March 8 marks International Women’s Day, an event to celebrate women’s achievements, raise awareness of bias, and take action for equality.

Despite the leaps and bounds we have made in science and health care over the past few decades, there remains a lack of equality when it comes to women’s health research. It continues to be underfunded and under-researched.

At the CTN, we advocate for women’s health research, supporting several important studies. Two of these —CTN 262: Canadian HIV women’s sexual and reproductive health cohort study (CHIWOS) and CTN 277: AntiRetroviral therapy and Markers of Aging (CARMA) — have now joined forces on CTN 335: BC CARMA CHIWOS Collaboration (BCC3). The five-year women-centred, community- and clinic-based study will bring together women living with HIV, researchers, clinicians, and community partners in British Columbia to understand how to improve healthy aging for women living with HIV. The principal investigators on this study are CTN Investigators Drs. Hélène Côté, Melanie Murray, Angela Kaida, and Elder Valerie Nicholson.

We had the pleasure of speaking with several BCC3 investigators to learn more about the study and why we need to prioritize women’s health research. From top left to bottom right: Shelly T, Dr. Melanie Murray, Melanie L, Shayda Swann, Dr. Angela Kaida, Dr. Hélène Côté, and Amber Campbell.

“CARMA and CHIWOS were two prominent Canadian studies of women living with HIV and each had their strengths. CHIWOS collected data on the socio-structural determinants of health, while CARMA looked more into the biological side of things,” explained Dr. Côté. “It became obvious that working together would be greatly beneficial and would allow us to carry out more holistic research, building on the strengths of the two different cohorts.”

Closing the gap in women’s health care and research

For over three decades, the proportion of women living with HIV in Canada has steadily increased, accounting for around 30 per cent of new infections in 2018; there could be many reasons for this. Dr. Murray explained, “Some women are getting exposed to HIV later in life through heterosexual sex, because they don’t feel like they need birth control anymore. They perhaps don’t think of themselves as being at risk.”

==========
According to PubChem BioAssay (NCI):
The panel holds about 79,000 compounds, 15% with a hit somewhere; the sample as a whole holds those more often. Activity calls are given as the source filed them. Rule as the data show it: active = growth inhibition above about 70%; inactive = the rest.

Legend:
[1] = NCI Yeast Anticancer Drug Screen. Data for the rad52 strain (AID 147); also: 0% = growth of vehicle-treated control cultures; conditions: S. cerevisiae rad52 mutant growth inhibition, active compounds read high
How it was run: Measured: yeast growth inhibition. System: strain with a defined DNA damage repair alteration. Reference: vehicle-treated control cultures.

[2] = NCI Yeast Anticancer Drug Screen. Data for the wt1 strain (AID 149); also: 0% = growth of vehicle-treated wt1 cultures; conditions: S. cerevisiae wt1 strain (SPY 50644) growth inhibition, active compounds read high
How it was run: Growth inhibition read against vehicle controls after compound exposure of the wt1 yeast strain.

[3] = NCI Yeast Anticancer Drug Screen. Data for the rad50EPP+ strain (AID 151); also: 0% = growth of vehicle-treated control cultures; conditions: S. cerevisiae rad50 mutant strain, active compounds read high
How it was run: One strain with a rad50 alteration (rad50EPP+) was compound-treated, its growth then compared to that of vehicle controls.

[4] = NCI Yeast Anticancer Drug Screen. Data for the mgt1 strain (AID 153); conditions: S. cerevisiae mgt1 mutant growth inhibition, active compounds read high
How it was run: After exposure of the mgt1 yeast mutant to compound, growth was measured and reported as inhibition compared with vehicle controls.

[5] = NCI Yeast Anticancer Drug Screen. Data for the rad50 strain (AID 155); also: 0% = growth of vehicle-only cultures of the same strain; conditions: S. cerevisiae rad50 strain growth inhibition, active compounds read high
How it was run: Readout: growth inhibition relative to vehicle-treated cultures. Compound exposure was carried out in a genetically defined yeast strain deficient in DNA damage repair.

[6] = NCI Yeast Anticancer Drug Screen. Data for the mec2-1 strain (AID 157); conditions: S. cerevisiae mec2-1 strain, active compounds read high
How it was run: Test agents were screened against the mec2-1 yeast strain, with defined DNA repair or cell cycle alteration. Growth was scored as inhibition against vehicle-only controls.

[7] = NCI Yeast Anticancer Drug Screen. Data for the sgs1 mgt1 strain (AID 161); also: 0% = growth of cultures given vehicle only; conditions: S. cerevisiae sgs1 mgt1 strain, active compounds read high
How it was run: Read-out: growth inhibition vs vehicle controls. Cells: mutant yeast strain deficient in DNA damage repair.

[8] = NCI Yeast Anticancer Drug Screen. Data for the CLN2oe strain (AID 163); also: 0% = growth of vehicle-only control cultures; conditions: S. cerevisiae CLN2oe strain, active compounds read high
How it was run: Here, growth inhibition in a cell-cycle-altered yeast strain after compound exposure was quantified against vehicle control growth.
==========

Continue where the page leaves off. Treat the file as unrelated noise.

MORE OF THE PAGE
Dr. Murray also highlighted that HIV preventative strategies are often focused on men who have sex with men and injection drug users. A point Dr. Kaida agrees with.

“The reality is that women just haven’t been prioritized in HIV prevention messaging, in HIV awareness and education messaging. They haven’t been prioritized in terms of the types of environments that particularly produce risk for women, such as places they may experience gender-based violence,” she said. “Less research, less programming, and less funding contributes to that trend.”

Community member and BCC3 peer research associate Shelly concurred: “Without research, there’s much less visibility.” She continued, “Research looking at women living with and without HIV is simply under researched, period. The increase in the number of women getting HIV globally is not just about why or how they got it, it reflects the lack of women’s research in HIV overall. That’s why our ground-breaking research is so vital and important.”

Women living with HIV also have poorer health outcomes compared with men living with HIV, including lower access to care and more comorbidities. Many are also exposed to stressors, such as gender-based violence, discrimination, and substance use. These can all have a negative impact on aging in women living with HIV. And with people who have HIV now living almost as long as people without the virus, it is vital that we understand how they are affected by aging in order to action ways to improve and support healthy aging.

“People are living longer with HIV now that it’s a manageable condition and, subsequently, the average age of people attending HIV clinics is increasing,” explained Dr. Murray, who is also a clinician at Oak Tree Clinic. “As we see our patients aging, we are starting to see more of the comorbidities you typically expect from aging: heart disease, bone disease, cancer, etc. With women living with HIV reaching this stage of their life, it’s important that we can help them age as well as possible.”

Dr. Côté explains that there is also evidence that aging itself may be accentuated in women living with HIV.